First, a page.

Sri Lanka's crippled economy requires immediate and robust reforms. India faced similar adversity when PV Narasimha Rao pulled the country out of the economic crisis in 1991. Will new president Ranil Wickremesinghe follow the example of India's 1991 reforms to save his country and economy?
Sri Lanka is experiencing an economic, political and strategic crisis it has never had before. The situation is fragile – but a creative solution and determined national interest can help return the island nation to stability and growth. Amb. Rajiv Bhatia, in conversation with economist Dr Ganeshan Wignaraja on how Sri Lanka came to the current condition, and the remedies to adopt.
Tarun Kataria, CEO, Religare Capital Markets India foresaw the decline of the rupee to the 60 mark against the U.S. dollar several months ago. He speaks to Gateway House’s Manjeet Kripalani about the impact the rupee crisis will have on the economy and consumers and how the government can reverse the situation
Courtesy: Center for American Progress Action Fund/Flickr
The U.S. Secretary of State’s visit to India comes at a time when India is witnessing significant realignments in its domestic politics while the U.S. is busy tackling its cyber-spying allegations. Amidst these preoccupations, will the upcoming India-U.S. talks churn out substantive outcomes?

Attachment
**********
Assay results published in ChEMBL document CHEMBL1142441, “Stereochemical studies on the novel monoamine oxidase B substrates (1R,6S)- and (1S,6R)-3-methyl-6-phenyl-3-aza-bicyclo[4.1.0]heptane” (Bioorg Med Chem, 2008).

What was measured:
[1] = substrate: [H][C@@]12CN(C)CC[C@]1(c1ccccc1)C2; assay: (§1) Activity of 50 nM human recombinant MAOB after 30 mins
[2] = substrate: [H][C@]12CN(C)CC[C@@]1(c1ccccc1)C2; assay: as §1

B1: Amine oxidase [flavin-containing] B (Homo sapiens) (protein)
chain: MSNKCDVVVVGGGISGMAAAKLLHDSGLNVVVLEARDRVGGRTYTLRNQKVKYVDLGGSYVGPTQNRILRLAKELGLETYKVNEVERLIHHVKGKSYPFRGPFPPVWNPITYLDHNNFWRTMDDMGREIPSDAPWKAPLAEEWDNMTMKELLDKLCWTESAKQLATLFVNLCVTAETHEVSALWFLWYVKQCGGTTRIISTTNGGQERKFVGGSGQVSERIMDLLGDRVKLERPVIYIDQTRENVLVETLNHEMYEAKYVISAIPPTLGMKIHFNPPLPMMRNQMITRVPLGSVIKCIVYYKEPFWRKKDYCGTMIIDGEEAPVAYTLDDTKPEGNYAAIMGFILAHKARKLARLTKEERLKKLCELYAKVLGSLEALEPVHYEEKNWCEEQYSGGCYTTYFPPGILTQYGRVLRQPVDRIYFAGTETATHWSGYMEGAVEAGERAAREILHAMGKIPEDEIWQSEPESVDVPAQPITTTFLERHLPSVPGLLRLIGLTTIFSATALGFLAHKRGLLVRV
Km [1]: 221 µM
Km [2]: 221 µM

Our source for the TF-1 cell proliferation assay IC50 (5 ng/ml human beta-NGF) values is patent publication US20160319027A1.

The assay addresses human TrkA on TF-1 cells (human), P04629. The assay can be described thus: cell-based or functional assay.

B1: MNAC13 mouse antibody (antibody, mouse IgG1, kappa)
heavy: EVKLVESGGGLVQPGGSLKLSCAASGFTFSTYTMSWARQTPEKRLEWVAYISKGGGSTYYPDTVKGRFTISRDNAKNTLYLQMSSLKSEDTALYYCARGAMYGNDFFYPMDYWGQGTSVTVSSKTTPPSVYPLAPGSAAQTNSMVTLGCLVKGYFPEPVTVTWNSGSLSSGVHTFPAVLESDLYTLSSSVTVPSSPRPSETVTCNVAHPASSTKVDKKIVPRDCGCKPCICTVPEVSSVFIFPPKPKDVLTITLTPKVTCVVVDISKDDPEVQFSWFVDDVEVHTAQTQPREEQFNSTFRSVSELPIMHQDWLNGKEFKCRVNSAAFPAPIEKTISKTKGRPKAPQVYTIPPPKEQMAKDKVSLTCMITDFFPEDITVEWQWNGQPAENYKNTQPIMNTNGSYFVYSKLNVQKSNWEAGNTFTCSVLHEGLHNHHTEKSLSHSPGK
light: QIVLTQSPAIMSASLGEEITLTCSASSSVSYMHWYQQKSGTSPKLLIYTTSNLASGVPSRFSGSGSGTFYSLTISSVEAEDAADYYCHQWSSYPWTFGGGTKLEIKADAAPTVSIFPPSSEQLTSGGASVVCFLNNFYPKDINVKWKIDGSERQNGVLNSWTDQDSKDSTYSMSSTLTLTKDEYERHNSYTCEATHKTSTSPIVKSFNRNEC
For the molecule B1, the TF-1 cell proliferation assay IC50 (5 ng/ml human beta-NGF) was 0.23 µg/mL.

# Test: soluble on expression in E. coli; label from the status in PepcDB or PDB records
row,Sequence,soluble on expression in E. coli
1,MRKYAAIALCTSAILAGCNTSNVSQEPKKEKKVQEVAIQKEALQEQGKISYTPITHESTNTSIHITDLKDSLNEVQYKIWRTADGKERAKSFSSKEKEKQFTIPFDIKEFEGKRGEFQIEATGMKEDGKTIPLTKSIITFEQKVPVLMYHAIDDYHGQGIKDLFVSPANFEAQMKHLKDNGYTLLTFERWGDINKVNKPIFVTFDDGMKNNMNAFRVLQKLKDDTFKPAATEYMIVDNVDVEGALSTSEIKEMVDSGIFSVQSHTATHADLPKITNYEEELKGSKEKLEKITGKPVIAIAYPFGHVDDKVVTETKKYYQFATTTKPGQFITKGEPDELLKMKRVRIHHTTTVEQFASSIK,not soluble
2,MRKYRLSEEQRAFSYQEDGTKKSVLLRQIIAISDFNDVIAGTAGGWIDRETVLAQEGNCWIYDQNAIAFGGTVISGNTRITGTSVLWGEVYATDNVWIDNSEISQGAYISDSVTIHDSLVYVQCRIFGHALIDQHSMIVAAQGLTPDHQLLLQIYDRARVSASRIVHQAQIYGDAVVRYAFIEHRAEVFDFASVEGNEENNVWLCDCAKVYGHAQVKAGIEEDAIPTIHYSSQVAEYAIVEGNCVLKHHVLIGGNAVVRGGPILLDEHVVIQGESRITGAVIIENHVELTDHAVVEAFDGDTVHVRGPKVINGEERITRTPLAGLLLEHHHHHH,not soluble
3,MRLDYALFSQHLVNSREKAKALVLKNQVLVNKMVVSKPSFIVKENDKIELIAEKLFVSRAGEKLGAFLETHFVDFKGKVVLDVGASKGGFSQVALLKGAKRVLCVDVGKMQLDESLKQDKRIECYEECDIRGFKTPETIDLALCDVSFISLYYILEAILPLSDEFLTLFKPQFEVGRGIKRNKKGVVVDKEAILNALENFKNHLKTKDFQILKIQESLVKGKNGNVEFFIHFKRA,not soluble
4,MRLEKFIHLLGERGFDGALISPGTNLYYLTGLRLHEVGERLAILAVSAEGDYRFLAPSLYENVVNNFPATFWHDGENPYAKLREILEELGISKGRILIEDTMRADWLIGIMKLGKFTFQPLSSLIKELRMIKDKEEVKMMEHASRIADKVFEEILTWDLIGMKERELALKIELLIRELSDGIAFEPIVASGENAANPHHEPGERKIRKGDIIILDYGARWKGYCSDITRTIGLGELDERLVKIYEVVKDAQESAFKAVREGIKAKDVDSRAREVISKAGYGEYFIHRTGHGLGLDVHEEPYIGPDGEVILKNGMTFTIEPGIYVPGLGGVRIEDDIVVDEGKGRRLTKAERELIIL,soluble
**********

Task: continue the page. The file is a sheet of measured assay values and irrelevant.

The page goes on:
The government, knowing well what the markets wanted, ensured that there were no surprises for the 2013-14 budget by forecasting a fiscal deficit of 4.8%. A closer look at the math, however, reveals a different story.
Just a few years ago, India seemed on the brink of becoming the world's next great power. Today, its future appears less certain. Although some have blamed the global economic recession, the real problem is domestic - namely, the centralized, secretive and arbitrary political culture that pervades New Delhi.
The West is quick to claim that their sanctions against Myanmar have forced the government to implement political and economic reforms in the country. However, such bans do not usually achieve their stated purpose of forcing regimes to change their behavior.
India’s tumultuous politics, weakened capital market, retroactive tax laws, uncertain growth rate, and bleak investment climate are adding up to India’s gloom. We need strong leadership and bold reforms to strengthen our economy.
Gateway House's Director Manjeet Kripalani wrote an article for Outlook India about the Union budget of India. She gives her opinion about the budget and raises doubts on the reforms, if any, that have been proffered.